Written by Elizabeth Heffernan, RAHS Volunteer

To celebrate Women’s History Month, the Royal Australian Historical Society will highlight Australian women that have contributed to our history in various and meaningful ways. You can browse the women featured on our new webpage, Women’s History Month.

Born in Kew, NSW, in 1915, Nancy-Bird Walton stayed true to her name as a pioneering female pilot in Australia from the time she received her commercial licence at age 19 until her death in 2009. Learning to fly during 1930s Australia when a female pilot was still called an “aviatrix”, Nancy defied convention and expectation to become both the youngest Australian woman to gain a pilot’s licence, and the first woman in the Commonwealth to obtain a licence allowing her to carry passengers. [1]

Nancy Bird sitting in Gipsy Moth at Kingsford Smith flying School 1933.

Nancy Bird in Gipsy Moth at Kingsford Smith Flying School, 1933 [Image courtesy State Library of New South Wales, PXE 787]

Nancy’s career in aviation began with fairs and race meetings along with her co-pilot Peggy McKillop, until she was hired by Reverend Stanley Drummond as part of the Far West Children’s Health Scheme to fly nurses around the outback. This important work brought much-needed aid and support to mothers and children around the country, and forever etched her name into history as the “Angel of the Outback”. [2]

During the Second World War, Nancy played a vital role in recruiting and training women for the Women’s Auxiliary Air Force (WAAF) which, though they did not see combat, operated as integral ground and support staff for the Royal Australian Air Force. As she was married to Englishman Charles Walton, Nancy could not join the WAAF, but remained Commandant of the Women’s Air Training Corps for the duration of the war. [3]

In 1950, Nancy founded the Australian Women Pilots’ Association (AWPA). She became an Officer of the Order of the British Empire (OBE) in 1966, and an Officer of the Order of Australia (AO) in 1990. [4] Declared a National Living Treasure in 1997 and inducted into the Victorian Honour Roll of Women in 2001, perhaps Nancy’s most remarkable career achievement was the fact that she was never involved in an accident, despite the many risks early aviation posed. Unlike many of her contemporaries, notably American female pilot Amelia Earhart, Nancy lived to hand in her licence in 2006 at an astonishing 90 years of age. [5] Upon her death three years later, her ashes were scattered from Tiger Moths over the Luskintyre Aviation Flying Museum Airfield. [6]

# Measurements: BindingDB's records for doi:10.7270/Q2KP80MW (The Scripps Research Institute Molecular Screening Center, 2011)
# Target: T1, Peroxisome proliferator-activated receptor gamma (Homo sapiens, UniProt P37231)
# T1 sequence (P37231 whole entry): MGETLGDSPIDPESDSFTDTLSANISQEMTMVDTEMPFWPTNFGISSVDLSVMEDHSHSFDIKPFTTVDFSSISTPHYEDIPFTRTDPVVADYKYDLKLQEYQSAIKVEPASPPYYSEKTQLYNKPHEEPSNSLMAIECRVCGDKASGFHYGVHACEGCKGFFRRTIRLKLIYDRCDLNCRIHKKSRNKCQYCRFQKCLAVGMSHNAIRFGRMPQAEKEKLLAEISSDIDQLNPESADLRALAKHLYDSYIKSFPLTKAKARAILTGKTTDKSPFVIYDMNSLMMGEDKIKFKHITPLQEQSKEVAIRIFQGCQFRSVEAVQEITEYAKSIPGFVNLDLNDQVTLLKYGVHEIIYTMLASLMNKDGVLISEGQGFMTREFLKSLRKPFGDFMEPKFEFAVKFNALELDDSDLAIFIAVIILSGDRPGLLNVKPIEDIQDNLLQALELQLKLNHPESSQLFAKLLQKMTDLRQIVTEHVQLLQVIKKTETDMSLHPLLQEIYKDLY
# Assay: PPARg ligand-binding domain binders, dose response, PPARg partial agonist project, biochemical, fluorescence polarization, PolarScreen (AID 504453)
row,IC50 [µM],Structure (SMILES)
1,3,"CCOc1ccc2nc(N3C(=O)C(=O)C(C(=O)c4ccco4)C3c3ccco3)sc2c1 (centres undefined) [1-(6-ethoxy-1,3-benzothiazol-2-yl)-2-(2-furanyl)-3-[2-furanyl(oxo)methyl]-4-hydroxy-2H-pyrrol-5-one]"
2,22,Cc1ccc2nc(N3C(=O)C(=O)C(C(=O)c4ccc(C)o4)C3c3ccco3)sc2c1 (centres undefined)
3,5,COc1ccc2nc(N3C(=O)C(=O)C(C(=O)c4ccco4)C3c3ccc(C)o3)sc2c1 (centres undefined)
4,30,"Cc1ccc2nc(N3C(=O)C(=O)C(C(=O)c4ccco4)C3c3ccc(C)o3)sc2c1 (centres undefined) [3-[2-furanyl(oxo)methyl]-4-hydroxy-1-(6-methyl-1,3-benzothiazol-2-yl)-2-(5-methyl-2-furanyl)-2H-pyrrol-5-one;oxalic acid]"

With construction underway on the new Badgerys Creek airport to be named after Nancy-Bird Walton, it remains more important than ever to reflect upon her achievements as one of Australia’s most skilful, daring, and ambitious women in our history. Far from letting traditional gender roles govern her life, Nancy carved out a new path for women everywhere to tread – and to fly. The title of her 1990 autobiography reflects the shock generated by her career choice at the time, but today also serves as a reminder of the barriers broken down by Nancy’s inspiring and unapologetic life: “My God! It’s a Woman”.


[1] Malcolm Brown and Harriet Vietch, ‘Walton, Nancy-Bird (1915-2009)’, Sydney Morning Herald, 14 January 2009, <http://oa.anu.edu.au/obituary/walton-nancy-bird-16918>.
[2] ‘Nancy Bird-Walton’, Australian Biography,<http://australianbiography.gov.au/subjects/birdwalton/bio.html>, accessed 5 March 2019.
[3] Brown and Vietch, ‘Walton, Nancy-Bird’.
[4] Clare Land, ‘Walton, Nancy Bird’, The Australian Women’s Register, last modified 21 November 2018, <http://www.womenaustralia.info/biogs/IMP0124b.htm>, accessed 5 March 2019.
[5] Brown and Vietch, ‘Walton, Nancy-Bird’.
[6] ‘Western Sydney Airport to be named after Nancy-Bird Walton’, Australian Aviation, 4 March 2019, <http://australianaviation.com.au/2019/03/western-sydney-airport-to-be-named-after-nancy-bird-walton/>.

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